In the world of a poet, language reigns supreme. It’s beautiful, biting, soulful writing that elevates a piece from just fine to wow. I could be reading the sports page or a magazine article about how to apply eye shadow — doesn’t matter. If the words don’t shine or sizzle, I’ll put it down.
Don’t get me wrong. I love a good story, too. Especially a murder mystery. There’s nothing like sitting at the beach or beside the pool and being transported. That’s where Tana French comes in. French has written four novels, all set in and around Dublin, each focusing on a different Dublin murder squad detective and a new case.
Here’s where you should imagine yourself out of the blistering Florida sun and into the foggy, rocky coastline of Ireland. Doesn’t it feel great?
In “Broken Harbor,” French’s latest, Mick “Scorcher” Kennedy gets top billing as an upstanding cop with a high solve rate. His latest murder case, set against the backdrop of Ireland’s financial collapse, takes place in a half-built housing estate outside Dublin where a young family of four has been attacked — only the wife survived, albeit she was critically wounded.
This case in particular shakes Kennedy to the core, not only because of its gruesome nature, but because of his own boyhood experiences in the same locale. As the plot unfolds, French underscores Kennedy’s family history, a fraught relationship with his unstable sister and his own changing moral compass.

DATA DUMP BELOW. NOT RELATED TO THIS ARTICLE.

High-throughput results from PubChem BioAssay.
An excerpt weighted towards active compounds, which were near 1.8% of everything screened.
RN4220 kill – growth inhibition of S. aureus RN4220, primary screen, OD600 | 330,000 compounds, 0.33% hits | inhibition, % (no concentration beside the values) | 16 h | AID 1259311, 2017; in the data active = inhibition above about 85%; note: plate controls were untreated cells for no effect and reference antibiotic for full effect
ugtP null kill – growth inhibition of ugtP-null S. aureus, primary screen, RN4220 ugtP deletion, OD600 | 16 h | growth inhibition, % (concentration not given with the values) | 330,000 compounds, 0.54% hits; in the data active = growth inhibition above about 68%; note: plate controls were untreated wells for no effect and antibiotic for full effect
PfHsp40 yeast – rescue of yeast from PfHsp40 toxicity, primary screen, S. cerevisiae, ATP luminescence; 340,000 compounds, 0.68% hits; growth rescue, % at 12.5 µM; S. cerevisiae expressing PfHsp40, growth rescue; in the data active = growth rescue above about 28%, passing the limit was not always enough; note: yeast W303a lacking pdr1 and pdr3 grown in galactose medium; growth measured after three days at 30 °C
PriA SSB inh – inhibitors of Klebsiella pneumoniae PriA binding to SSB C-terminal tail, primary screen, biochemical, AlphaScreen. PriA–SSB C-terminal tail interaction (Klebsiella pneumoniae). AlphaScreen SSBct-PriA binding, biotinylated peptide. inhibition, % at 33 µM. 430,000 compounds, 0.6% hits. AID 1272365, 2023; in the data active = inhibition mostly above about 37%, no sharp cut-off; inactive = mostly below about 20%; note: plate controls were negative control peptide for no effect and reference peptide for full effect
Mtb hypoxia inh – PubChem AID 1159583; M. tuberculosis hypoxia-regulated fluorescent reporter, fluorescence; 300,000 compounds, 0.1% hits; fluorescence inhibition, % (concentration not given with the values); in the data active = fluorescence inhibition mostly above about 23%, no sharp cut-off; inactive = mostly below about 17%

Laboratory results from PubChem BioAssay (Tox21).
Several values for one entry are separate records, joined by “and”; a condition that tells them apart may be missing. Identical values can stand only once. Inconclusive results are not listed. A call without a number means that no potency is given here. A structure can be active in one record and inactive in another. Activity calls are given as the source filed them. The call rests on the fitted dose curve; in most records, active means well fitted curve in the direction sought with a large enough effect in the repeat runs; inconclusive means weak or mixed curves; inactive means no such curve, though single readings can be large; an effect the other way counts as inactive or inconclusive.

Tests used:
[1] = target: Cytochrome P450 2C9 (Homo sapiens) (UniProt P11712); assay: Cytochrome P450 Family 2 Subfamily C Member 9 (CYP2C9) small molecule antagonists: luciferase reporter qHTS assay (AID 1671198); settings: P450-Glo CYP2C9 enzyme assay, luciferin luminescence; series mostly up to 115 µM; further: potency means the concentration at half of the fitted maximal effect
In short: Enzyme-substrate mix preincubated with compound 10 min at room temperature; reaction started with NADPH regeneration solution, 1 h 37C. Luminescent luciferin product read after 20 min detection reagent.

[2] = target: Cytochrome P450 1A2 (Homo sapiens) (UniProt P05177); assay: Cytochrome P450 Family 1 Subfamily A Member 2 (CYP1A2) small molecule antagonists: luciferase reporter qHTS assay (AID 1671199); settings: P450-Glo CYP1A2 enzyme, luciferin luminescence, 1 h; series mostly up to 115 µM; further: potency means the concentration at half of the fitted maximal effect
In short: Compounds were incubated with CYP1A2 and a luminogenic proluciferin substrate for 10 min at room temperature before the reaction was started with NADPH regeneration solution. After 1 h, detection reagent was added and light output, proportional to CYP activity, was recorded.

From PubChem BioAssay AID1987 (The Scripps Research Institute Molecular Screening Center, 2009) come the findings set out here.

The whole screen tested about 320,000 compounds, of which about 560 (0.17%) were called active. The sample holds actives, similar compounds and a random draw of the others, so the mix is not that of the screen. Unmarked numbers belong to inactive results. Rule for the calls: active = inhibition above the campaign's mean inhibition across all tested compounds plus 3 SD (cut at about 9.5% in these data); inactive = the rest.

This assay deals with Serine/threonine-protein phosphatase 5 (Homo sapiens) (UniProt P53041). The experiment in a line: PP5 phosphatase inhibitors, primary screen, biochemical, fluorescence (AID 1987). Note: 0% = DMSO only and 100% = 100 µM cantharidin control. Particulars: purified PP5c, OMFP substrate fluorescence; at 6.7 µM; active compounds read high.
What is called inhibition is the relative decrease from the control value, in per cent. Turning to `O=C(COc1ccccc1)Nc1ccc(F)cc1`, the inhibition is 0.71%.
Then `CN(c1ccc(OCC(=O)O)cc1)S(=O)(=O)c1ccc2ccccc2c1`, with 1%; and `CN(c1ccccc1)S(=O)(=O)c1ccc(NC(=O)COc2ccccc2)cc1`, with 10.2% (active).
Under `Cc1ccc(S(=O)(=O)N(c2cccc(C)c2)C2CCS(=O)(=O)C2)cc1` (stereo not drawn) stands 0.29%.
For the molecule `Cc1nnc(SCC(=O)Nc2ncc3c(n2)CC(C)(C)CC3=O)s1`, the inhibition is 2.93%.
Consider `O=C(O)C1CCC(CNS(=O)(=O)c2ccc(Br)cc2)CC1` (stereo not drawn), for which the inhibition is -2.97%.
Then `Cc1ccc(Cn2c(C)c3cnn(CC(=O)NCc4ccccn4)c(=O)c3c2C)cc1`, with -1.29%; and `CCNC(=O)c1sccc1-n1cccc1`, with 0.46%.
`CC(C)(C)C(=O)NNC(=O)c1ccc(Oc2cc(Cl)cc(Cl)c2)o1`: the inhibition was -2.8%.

What seems at first like an easy case becomes stranger and stranger, as Kennedy and his rookie partner, Richie, discover a cadre of video baby monitors hidden throughout the house; holes in the walls; chicken wire covering the attic crawlspace door; a stalker; nosy neighbors; and the victims’ too-perfect histories.
In interrogations with suspects and victims — French deftly uses dialogue to reveal character — we see not only a twisted, eerie story unravel, but an exploration of the dynamics between partners, a cautionary tale about how financial worries breed fear then panic and the complexity of the human mind.
French can write a crime novel/psychological thriller with the best of them, and “Broken Harbor” is no exception. It weaves social commentary, deep characters and gorgeous turns of phrase, such as, “The word hung in the air between us, bright and fluttering as a lit match,” or “The final step into feral is murder” into the twisting plot.
“Broken Harbor” is a smart book — it transports, engages and, most importantly, commands the English language (with an Irish accent) to sing.
“Broken Harbor” is available at Bookstore1, 1359 Main St., Sarasota. Call 365-7900.
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A fitting tribute
A day after receiving an Ageless Creativity Award from the Ringling College/Longboat Key Center for the Arts in honor of their late father, Ed Brickman, daughter Carol Diamant and son Eli Brickman held a celebration of life service Saturday.
Alma mater honors Harold Ronson
Philadelphia University presented Longboat Key resident Harold Ronson with its “Leadership in Philanthropy” award Oct. 11, at its Homecoming Dinner Dance.